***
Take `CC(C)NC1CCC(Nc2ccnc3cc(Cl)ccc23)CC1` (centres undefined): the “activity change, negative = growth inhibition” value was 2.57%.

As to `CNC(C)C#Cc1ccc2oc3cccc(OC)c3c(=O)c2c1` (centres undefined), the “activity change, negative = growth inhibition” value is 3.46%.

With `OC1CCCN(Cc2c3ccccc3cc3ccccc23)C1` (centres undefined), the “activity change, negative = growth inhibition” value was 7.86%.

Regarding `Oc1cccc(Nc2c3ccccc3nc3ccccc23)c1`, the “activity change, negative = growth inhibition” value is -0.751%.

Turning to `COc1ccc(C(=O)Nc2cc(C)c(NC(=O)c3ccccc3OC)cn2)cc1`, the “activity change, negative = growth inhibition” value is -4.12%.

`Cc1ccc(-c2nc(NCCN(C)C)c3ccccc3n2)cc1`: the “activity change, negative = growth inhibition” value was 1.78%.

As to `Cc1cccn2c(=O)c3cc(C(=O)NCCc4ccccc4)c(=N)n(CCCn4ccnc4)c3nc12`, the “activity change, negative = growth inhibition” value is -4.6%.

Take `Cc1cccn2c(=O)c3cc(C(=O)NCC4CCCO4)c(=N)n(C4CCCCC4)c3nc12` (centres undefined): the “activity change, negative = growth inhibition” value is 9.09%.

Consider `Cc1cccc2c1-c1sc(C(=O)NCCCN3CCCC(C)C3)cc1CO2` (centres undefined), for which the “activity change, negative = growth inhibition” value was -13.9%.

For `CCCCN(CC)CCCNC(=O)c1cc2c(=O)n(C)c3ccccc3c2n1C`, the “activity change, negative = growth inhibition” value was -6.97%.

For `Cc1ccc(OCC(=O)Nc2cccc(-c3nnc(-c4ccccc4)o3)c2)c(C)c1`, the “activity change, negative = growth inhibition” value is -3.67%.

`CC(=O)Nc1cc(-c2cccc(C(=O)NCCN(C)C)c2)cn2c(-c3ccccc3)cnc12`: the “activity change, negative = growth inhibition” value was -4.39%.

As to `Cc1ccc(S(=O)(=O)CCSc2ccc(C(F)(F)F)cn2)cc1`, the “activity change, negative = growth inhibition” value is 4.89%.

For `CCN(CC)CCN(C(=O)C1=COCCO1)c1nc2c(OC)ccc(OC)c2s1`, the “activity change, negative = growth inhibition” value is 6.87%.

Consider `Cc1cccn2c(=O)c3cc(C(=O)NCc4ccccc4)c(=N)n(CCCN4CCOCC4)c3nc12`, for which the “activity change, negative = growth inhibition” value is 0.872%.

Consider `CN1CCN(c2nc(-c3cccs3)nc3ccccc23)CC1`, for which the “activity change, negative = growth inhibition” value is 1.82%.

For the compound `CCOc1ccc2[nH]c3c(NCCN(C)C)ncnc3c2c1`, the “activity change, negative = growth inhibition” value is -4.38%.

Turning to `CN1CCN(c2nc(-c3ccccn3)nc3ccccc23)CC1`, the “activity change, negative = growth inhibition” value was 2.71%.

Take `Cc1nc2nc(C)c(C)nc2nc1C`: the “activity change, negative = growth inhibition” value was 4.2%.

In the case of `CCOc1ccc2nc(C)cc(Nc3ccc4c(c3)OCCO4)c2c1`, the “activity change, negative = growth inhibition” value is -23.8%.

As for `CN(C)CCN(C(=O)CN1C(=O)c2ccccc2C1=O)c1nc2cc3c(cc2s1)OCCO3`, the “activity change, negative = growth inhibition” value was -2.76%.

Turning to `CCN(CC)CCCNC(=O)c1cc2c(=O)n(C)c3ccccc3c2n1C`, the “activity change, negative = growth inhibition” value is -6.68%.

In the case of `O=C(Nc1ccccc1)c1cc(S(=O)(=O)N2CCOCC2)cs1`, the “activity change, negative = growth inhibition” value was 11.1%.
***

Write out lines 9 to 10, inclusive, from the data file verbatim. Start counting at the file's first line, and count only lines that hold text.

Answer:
Consider `Cc1cccc2c1-c1sc(C(=O)NCCCN3CCCC(C)C3)cc1CO2` (centres undefined), for which the “activity change, negative = growth inhibition” value was -13.9%.

For `CCCCN(CC)CCCNC(=O)c1cc2c(=O)n(C)c3ccccc3c2n1C`, the “activity change, negative = growth inhibition” value was -6.97%.